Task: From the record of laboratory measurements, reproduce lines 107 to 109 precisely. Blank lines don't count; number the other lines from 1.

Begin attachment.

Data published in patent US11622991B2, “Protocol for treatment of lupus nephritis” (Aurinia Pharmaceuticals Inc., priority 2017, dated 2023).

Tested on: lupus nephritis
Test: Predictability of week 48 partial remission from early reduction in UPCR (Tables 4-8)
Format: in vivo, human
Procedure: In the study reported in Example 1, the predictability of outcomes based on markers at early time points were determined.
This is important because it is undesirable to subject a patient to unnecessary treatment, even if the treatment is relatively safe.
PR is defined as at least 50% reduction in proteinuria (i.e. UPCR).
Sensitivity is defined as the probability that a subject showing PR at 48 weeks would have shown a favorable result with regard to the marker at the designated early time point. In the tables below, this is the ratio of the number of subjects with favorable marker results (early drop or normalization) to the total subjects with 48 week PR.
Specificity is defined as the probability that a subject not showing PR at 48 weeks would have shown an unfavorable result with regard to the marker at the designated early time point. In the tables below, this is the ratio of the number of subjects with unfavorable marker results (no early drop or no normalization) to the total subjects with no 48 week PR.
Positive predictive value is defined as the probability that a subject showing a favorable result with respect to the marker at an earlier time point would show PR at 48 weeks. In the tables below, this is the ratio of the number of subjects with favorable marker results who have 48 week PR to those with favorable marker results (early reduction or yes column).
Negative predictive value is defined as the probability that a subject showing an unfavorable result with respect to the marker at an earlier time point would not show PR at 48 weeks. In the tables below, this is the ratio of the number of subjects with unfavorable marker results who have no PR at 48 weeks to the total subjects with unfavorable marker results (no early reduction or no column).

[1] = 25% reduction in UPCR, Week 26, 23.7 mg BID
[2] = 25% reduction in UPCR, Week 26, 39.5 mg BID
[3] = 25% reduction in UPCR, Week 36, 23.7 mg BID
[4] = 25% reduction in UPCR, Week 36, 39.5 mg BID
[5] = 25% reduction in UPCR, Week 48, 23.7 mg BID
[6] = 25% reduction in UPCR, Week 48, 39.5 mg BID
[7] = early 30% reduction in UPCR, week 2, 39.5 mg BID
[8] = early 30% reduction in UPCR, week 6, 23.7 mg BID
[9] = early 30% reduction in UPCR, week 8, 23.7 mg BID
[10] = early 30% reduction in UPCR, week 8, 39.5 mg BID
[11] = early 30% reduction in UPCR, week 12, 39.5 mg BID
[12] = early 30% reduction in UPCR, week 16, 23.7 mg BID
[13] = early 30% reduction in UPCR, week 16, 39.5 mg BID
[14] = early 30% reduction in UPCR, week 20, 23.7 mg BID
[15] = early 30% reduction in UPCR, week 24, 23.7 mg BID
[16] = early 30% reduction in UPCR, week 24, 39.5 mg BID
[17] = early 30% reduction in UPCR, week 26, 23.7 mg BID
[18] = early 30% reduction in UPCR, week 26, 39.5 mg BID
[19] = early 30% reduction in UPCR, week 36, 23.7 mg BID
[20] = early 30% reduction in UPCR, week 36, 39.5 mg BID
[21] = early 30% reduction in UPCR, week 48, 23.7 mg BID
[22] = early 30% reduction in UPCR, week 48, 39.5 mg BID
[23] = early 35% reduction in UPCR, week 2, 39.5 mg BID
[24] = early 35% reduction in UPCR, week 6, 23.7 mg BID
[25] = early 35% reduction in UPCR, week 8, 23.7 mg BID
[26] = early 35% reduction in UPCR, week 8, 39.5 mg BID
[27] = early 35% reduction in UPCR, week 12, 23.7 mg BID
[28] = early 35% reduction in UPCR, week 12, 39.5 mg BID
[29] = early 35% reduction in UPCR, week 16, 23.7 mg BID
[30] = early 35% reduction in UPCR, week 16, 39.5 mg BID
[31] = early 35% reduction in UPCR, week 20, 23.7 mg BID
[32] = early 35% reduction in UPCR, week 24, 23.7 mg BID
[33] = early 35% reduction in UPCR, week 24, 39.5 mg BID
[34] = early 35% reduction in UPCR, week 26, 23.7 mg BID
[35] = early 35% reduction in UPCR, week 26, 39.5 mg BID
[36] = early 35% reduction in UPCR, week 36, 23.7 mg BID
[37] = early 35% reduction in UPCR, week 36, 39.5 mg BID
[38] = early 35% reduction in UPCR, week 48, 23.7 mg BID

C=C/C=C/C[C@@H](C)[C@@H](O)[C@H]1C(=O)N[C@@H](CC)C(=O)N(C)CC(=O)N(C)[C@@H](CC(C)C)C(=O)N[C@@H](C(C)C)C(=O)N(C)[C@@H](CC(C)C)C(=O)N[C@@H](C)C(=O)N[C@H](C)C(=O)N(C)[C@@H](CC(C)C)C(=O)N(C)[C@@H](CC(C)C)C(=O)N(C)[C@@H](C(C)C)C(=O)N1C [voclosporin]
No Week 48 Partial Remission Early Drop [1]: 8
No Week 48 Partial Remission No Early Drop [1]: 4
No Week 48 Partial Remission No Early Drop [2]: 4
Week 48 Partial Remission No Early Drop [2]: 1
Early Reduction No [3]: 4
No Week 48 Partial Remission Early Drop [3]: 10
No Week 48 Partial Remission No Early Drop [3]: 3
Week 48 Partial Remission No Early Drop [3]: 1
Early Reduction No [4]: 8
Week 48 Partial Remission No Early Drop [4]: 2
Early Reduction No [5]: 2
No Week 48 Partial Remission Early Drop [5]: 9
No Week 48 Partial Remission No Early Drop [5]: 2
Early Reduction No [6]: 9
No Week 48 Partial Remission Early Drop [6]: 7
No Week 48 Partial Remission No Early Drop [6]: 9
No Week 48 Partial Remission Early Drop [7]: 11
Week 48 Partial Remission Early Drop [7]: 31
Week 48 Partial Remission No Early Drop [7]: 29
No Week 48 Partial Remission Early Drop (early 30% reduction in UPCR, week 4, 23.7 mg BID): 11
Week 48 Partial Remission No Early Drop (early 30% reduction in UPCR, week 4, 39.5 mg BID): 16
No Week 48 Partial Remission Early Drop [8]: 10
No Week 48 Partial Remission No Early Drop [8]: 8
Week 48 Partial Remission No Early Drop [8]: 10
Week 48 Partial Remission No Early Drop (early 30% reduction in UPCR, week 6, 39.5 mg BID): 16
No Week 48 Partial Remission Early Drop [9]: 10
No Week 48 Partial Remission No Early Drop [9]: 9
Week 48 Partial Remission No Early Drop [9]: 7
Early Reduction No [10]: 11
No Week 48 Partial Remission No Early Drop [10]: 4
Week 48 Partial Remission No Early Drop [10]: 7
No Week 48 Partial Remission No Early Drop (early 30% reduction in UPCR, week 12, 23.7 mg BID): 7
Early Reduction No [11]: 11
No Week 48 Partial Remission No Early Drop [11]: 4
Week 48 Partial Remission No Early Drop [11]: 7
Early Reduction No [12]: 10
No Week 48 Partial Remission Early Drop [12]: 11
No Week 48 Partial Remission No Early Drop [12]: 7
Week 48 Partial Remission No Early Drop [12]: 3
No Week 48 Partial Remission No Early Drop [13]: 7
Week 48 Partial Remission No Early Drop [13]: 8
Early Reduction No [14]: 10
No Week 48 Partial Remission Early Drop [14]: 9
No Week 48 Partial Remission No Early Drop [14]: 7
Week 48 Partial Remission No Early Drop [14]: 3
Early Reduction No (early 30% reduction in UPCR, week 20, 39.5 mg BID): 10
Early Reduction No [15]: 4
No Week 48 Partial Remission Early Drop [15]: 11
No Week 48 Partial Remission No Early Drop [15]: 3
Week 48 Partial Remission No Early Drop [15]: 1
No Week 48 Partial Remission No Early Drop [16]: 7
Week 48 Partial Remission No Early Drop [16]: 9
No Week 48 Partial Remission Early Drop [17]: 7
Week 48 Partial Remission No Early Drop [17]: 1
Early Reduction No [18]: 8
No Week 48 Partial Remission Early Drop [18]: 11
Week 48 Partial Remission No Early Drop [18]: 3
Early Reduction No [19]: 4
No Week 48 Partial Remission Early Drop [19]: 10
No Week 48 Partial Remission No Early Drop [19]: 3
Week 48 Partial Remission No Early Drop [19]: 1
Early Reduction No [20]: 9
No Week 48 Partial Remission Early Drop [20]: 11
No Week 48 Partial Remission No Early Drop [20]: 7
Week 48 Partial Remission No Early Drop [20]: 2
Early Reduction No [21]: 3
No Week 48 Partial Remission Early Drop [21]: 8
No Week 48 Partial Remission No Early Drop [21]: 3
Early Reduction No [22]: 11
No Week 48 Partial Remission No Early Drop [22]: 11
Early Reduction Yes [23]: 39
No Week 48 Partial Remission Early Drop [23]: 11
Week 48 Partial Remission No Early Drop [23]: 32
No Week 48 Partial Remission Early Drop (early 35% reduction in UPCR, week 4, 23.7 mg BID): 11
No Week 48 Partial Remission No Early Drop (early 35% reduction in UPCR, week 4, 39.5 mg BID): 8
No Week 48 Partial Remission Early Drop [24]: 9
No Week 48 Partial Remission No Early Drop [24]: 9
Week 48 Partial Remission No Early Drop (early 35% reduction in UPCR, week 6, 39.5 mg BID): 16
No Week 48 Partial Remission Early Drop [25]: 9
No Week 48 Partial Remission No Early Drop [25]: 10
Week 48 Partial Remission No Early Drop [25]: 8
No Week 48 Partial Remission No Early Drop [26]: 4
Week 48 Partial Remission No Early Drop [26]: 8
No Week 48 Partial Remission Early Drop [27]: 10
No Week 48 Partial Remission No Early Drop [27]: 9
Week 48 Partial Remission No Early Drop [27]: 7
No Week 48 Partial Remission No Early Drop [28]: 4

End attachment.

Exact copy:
Week 48 Partial Remission No Early Drop [18]: 3
Early Reduction No [19]: 4
No Week 48 Partial Remission Early Drop [19]: 10